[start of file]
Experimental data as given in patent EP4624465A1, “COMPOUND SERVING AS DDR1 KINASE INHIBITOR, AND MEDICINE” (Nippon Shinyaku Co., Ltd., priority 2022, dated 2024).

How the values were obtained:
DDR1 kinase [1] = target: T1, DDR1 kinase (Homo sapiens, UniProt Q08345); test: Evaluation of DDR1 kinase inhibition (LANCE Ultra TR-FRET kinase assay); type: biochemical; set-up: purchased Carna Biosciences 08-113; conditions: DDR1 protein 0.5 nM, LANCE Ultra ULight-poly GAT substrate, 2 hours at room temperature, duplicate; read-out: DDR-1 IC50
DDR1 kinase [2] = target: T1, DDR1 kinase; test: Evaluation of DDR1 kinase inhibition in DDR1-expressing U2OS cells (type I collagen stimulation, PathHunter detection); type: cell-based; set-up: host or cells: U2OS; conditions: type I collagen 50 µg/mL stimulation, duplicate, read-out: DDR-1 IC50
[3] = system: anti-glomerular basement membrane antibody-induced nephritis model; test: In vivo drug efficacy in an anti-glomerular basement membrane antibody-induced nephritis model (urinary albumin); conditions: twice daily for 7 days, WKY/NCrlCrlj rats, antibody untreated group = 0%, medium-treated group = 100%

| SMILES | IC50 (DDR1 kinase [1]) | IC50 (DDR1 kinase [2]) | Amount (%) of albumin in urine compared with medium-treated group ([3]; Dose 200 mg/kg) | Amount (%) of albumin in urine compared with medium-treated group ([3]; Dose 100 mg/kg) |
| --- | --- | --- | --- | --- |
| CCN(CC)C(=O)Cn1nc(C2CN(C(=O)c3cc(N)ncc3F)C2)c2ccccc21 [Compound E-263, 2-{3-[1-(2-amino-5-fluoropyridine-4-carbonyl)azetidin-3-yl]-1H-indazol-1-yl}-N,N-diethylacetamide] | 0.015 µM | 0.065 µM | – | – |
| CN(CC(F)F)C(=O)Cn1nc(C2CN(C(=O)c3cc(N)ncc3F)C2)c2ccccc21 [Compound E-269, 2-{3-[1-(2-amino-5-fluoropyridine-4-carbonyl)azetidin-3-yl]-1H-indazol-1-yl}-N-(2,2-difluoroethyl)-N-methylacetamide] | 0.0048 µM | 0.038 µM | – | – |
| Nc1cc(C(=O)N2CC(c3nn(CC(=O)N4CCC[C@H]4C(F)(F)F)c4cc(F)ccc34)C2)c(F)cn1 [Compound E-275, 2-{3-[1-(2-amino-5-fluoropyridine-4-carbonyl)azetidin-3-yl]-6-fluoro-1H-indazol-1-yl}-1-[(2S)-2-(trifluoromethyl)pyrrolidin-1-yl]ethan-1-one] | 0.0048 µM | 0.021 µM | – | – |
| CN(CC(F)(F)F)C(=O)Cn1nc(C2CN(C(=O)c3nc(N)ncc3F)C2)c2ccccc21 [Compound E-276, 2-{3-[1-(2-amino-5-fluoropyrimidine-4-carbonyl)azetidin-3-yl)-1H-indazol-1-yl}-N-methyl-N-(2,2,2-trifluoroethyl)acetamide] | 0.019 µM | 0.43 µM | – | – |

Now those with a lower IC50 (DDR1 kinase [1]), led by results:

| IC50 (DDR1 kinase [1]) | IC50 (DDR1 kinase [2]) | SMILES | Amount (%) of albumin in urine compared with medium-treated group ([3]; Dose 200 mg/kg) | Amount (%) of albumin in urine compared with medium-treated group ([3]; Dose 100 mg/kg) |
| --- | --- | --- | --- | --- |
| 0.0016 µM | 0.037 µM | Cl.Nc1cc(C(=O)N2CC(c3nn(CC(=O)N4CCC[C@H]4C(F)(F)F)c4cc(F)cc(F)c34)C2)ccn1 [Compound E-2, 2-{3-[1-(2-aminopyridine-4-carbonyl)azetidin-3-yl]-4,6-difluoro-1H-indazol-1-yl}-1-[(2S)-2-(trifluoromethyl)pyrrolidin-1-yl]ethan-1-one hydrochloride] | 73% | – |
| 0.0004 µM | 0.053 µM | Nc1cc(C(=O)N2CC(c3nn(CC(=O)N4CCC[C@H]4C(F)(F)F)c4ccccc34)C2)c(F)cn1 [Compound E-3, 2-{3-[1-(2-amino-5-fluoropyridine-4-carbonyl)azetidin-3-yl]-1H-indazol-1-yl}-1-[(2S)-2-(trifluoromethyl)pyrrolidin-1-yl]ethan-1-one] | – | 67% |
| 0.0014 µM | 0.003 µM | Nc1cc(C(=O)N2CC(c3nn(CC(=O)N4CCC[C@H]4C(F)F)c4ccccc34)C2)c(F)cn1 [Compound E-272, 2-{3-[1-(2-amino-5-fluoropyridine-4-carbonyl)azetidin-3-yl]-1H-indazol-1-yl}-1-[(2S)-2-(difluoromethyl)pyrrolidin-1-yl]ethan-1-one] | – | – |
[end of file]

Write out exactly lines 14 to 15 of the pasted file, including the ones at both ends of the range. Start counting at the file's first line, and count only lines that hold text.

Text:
| --- | --- | --- | --- | --- |
| 0.0016 µM | 0.037 µM | Cl.Nc1cc(C(=O)N2CC(c3nn(CC(=O)N4CCC[C@H]4C(F)(F)F)c4cc(F)cc(F)c34)C2)ccn1 [Compound E-2, 2-{3-[1-(2-aminopyridine-4-carbonyl)azetidin-3-yl]-4,6-difluoro-1H-indazol-1-yl}-1-[(2S)-2-(trifluoromethyl)pyrrolidin-1-yl]ethan-1-one hydrochloride] | 73% | – |